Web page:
There’s lots more behind-the-scenes stuff like that — really, it could be its own column — but I should skip to the bottom line that concerns us here. Is it worth checking out? Is the movie itself any good?
Well, let’s define our terms a little bit. When you’re watching these old serials, a different standard applies. It has to do with what Stephen King called ‘the set of reality.’ The idea is that you automatically make mental adjustments when you are watching a big-budget Hollywood special-effects extravaganza as opposed to, say, a high school play.
Serials were shot on the cheap and often cannibalized footage from other films in the studio’s library for anything from crowd scenes to an erupting volcano. The actors were usually contract players from — well, call it the shallow end of the talent pool. The scripts were in service to the action, not the other way around. There was very much a quota system in place for fights, damsels in distress, and so on and so on.
Now, for me, that’s why I like them. To me that kind of storytelling in an imposed rigid structure is harder than just writing a story; which is why I always admire the people who can do that and make it work well. The best of the serials were still constructed according to the needs of the formula — there was a set number of chapters, each chapter contained at least one action set piece, and a cliffhanger ended each one — but they felt organic, the seams didn’t show. And if you got lucky, the actors in it, although they probably weren’t ever going to be Oscar winners, were bringing their A-game.
Okay. All that being said, is The New Adventures of Tarzan any good?
Actually, yeah, I thought so. The story works a lot better when you get to see all of it (the total running time for all twelve chapters is five hours, as opposed to a paltry 72 minutes for Green Goddess) and it’s familiar stuff to anyone who’s read the books. It’s a tale very much in the tradition of the later Tarzan novels, not surprising since this was made in 1935 while Burroughs was still writing them — that puts it just after Tarzan and the Leopard Men came out and before Tarzan’s Quest was published. The story concerns Tarzan going off to Guatemala to find his missing friend Paul d’Arnot, and through a chain of coincidences getting embroiled with Major Martling and his search for a mysterious idol called the Green Goddess. There are competing expeditions looking for the idol as well, one led by a woman named Ula Vale and another by the villainous Raglan. There are plenty of fights and cool jungle action sequences, plots and counter-plots, and even a lost city with a hot priestess who’s going to offer up Tarzan and friends as a ritual sacrifice. Vintage Burroughs.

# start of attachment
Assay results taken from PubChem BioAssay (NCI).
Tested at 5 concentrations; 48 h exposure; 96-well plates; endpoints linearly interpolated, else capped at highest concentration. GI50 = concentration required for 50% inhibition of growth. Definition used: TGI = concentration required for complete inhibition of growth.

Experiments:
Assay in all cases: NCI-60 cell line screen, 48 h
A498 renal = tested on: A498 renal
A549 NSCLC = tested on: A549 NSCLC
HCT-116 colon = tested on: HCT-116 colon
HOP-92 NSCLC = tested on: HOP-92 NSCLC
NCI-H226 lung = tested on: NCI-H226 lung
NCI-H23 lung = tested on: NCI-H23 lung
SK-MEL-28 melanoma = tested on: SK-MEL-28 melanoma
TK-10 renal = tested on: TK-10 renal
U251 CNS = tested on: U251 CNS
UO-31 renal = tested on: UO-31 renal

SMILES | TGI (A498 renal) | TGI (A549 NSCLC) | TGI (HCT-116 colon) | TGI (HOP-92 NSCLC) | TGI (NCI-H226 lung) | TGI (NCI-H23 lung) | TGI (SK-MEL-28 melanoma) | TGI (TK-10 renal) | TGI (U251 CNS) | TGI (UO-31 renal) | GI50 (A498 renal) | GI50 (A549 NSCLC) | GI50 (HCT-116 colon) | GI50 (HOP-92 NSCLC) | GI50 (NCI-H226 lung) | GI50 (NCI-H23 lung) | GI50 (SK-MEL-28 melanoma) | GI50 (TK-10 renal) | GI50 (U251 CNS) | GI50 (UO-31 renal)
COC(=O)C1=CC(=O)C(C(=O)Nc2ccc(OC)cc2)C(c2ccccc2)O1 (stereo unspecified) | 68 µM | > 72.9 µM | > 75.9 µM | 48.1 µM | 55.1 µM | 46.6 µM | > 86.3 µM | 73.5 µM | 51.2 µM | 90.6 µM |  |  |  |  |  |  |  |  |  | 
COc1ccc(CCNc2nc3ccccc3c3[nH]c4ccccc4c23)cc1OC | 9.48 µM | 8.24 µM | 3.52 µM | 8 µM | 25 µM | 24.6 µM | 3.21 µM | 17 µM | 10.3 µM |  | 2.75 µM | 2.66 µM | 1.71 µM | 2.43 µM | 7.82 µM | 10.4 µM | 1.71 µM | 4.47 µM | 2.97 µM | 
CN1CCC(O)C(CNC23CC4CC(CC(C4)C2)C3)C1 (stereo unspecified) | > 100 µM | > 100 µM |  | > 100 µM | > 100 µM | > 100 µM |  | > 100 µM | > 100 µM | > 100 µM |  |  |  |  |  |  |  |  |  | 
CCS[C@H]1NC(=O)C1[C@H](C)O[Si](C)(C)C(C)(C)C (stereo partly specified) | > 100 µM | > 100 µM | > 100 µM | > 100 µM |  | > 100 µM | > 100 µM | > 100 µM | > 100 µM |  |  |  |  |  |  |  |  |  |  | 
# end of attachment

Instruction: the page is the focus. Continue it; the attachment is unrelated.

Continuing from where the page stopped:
The acting is not great — Raglan is played by Dearholt himself, and Ula is played by his wife — but Herman Brix/Bruce Bennett is pretty good, and the jungle footage and stunts are amazing. Herman Brix did everything himself and the sheer athleticism on display from him is astonishing. He was a college football star as well as a gold medalist in the 1928 Olympics (for the shot put) and only missed the 1932 games because of a broken shoulder. But by the time he made this Brix was in great shape and it shows. All his fighting and vine-swinging and lion-wrestling and so on looks incredible, especially when you remember they were shooting the whole thing in the wilds of Guatemala and there was no Hollywood special effects department backing him up. Here’s a clip demonstrating what I’m talking about — that’s not a special effect where Tarzan is breaking the ropes, Brix really did it, and the lion stuff speaks for itself.
Plus it’s in the public domain, so you can get the DVD for about two dollars.
Be sure you get the real one, though, the twelve-chapter serial. In addition to Tarzan and the Green Goddess, Dearholt also cut together another crappy 70-minute movie from the footage, called The New Adventures of Tarzan, after Brix had changed his name to Bruce Bennett and was having some Hollywood success. Don’t be fooled. You want the serial.
And there you have it. Be here next week for our next thrilling chapter: The Trials of Tom Tyler!!